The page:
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US becomes third country to cross 10,000 COVID-19 deaths as New York, CA enter 'peak week'

The United States on Monday became the third country after Italy and Spain to witness over 10,000 deaths due to the novel coronavirus that has killed almost 75,000 people worldwide. In the last 24 hours, the US has seen over 30,000 COVID-19 cases and 1,255 deaths.

India TV News Desk India TV News Desk
New York Updated on: April 07, 2020 8:50 IST
The Empire State building is seen in the distance from an empty street, Thursday, April 2, 2020, in
Image Source : AP

The Empire State building is seen in the distance from an empty street, Thursday, April 2, 2020, in the Brooklyn borough of New York. The new coronavirus causes mild or moderate symptoms for most people, but for some, especially older adults and people with existing health problems, it can cause more severe illness or death.

The United States on Monday became the third country after Italy and Spain to witness over 10,000 deaths due to the novel coronavirus that has killed almost 75,000 people worldwide. In the last 24 hours, the US has seen over 30,000 COVID-19 cases and 1,255 deaths. 

New York, which has been one of the major coronavirus hotspots not just in the country but also in the world saw 599 deaths in the last 24 hours taking the overall city total to 4,758. New York now has over 131,916 COVID-19 cases which are more than most countries of the world. Following New York is New Jersey, which became the second US state to cross 1,000 deaths, and Michigan which saw 110 deaths in the last 24 hours.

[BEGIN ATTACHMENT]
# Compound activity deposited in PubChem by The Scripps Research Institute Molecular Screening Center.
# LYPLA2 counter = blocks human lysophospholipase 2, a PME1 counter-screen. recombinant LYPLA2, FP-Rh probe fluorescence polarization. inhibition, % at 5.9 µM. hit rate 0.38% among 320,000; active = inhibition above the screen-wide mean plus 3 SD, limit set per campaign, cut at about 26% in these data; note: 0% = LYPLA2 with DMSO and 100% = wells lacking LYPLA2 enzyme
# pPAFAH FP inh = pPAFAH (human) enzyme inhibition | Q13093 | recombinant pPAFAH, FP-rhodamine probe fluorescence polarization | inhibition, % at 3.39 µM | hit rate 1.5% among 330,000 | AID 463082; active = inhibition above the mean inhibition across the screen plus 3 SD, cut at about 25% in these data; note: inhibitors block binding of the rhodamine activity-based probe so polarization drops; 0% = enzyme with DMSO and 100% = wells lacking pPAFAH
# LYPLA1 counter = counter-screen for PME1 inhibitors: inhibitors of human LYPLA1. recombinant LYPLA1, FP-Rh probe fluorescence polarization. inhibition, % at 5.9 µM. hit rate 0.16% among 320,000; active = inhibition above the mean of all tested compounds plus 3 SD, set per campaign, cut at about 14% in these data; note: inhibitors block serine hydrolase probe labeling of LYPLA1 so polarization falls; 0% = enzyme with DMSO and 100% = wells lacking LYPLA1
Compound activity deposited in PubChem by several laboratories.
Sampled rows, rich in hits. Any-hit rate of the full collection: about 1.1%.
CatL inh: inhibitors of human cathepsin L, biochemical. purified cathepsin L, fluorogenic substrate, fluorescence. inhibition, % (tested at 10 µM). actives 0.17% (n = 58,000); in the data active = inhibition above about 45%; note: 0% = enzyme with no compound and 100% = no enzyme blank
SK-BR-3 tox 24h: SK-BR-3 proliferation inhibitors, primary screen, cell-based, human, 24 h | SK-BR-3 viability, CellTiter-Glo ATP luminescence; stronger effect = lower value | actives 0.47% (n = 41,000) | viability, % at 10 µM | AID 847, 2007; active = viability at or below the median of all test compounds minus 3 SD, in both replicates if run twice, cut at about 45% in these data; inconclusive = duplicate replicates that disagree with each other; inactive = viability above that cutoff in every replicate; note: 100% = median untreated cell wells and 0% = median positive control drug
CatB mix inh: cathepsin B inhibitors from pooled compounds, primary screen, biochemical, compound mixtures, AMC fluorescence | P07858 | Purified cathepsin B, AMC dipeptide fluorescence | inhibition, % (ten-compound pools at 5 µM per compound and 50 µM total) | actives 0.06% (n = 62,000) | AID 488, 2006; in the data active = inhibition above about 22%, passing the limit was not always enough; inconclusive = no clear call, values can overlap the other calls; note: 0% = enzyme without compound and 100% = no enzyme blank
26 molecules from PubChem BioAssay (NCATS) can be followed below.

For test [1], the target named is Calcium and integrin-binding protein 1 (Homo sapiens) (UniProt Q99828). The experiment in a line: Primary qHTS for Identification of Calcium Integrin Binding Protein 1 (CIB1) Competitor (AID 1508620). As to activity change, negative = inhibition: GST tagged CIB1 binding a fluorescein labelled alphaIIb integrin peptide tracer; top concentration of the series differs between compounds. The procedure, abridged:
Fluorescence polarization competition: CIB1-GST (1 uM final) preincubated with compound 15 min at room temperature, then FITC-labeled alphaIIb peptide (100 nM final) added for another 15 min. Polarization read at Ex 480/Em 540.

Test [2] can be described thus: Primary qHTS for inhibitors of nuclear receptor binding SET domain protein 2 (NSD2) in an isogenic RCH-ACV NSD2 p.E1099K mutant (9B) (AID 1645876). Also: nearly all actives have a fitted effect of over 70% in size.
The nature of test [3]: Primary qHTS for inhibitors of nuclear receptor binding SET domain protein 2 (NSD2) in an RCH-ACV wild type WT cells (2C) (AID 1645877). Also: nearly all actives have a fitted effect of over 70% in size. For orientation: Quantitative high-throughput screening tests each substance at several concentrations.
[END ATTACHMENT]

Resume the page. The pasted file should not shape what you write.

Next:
US President Donald Trump, late Monday night, spoke to Democratic candidate Joe Biden regarding the COVID-19 outbreak. President Donald Trump said he had a “really wonderful, warm conversation” with Joe Biden. “He gave me his point of view, and I fully understood that, and we just had a very friendly conversation,” Trump said at his daily press briefing.

The president said he and Biden agreed not to share the details of their conversation, but confirmed an earlier statement from the Biden campaign that the Democrat offered “suggestions” on how to address the pandemic. Biden had previously said he’d like to share with Trump some lessons he learned from dealing with similar crises during the Obama administration.

But Trump added: “It doesn’t mean that I agree with those suggestions.”

Kate Bedingfield, Biden’s deputy campaign manager, said in a statement that the two had a “good call” where Biden gave Trump some advice and “expressed his appreciation for the spirit of the American people in meeting the challenges facing the nation.”

The conversation was the culmination of a dayslong effort by aides to get the two on the phone, after White House adviser Kellyanne Conway called on the former vice president to “offer some support” to Trump. Biden, the prospective Democratic presidential nominee, has in recent weeks released a series of proposals for responding to the pandemic and has criticized the Trump administration for acting too slowly to halt the virus’ spread.

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Also Read | UK Prime Minister Boris Johnson moved to ICU as COVID-19 condition worsened 

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